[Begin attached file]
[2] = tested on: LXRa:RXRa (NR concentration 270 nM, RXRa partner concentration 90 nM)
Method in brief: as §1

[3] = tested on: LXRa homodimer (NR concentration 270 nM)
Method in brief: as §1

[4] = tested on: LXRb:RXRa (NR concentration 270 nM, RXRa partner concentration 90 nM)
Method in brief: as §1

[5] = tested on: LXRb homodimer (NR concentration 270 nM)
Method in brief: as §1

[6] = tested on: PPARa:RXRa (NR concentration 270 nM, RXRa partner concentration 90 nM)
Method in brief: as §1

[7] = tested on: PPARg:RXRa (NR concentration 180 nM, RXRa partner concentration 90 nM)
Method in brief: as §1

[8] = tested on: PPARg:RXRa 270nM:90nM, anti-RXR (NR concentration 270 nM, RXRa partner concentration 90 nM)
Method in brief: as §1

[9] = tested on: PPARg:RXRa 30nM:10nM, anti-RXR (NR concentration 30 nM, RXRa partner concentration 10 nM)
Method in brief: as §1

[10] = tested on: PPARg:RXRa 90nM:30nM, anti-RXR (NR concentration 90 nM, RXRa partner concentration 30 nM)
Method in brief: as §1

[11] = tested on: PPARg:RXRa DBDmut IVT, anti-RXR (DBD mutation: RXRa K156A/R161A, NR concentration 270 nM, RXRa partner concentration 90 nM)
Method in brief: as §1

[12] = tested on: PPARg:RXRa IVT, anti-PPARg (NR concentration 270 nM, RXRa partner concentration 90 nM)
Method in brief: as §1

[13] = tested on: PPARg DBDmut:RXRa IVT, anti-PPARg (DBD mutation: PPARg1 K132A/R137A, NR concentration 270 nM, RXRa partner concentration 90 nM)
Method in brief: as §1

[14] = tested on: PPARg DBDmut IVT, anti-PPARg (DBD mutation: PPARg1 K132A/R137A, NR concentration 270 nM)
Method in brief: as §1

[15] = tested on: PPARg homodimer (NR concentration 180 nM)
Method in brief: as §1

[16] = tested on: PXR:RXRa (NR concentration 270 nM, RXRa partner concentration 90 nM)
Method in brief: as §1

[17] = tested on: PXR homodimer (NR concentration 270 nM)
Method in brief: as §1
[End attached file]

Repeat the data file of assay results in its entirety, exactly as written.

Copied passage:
[2] = tested on: LXRa:RXRa (NR concentration 270 nM, RXRa partner concentration 90 nM)
Method in brief: as §1

[3] = tested on: LXRa homodimer (NR concentration 270 nM)
Method in brief: as §1

[4] = tested on: LXRb:RXRa (NR concentration 270 nM, RXRa partner concentration 90 nM)
Method in brief: as §1

[5] = tested on: LXRb homodimer (NR concentration 270 nM)
Method in brief: as §1

[6] = tested on: PPARa:RXRa (NR concentration 270 nM, RXRa partner concentration 90 nM)
Method in brief: as §1

[7] = tested on: PPARg:RXRa (NR concentration 180 nM, RXRa partner concentration 90 nM)
Method in brief: as §1

[8] = tested on: PPARg:RXRa 270nM:90nM, anti-RXR (NR concentration 270 nM, RXRa partner concentration 90 nM)
Method in brief: as §1

[9] = tested on: PPARg:RXRa 30nM:10nM, anti-RXR (NR concentration 30 nM, RXRa partner concentration 10 nM)
Method in brief: as §1

[10] = tested on: PPARg:RXRa 90nM:30nM, anti-RXR (NR concentration 90 nM, RXRa partner concentration 30 nM)
Method in brief: as §1

[11] = tested on: PPARg:RXRa DBDmut IVT, anti-RXR (DBD mutation: RXRa K156A/R161A, NR concentration 270 nM, RXRa partner concentration 90 nM)
Method in brief: as §1

[12] = tested on: PPARg:RXRa IVT, anti-PPARg (NR concentration 270 nM, RXRa partner concentration 90 nM)
Method in brief: as §1

[13] = tested on: PPARg DBDmut:RXRa IVT, anti-PPARg (DBD mutation: PPARg1 K132A/R137A, NR concentration 270 nM, RXRa partner concentration 90 nM)
Method in brief: as §1

[14] = tested on: PPARg DBDmut IVT, anti-PPARg (DBD mutation: PPARg1 K132A/R137A, NR concentration 270 nM)
Method in brief: as §1

[15] = tested on: PPARg homodimer (NR concentration 180 nM)
Method in brief: as §1

[16] = tested on: PXR:RXRa (NR concentration 270 nM, RXRa partner concentration 90 nM)
Method in brief: as §1

[17] = tested on: PXR homodimer (NR concentration 270 nM)
Method in brief: as §1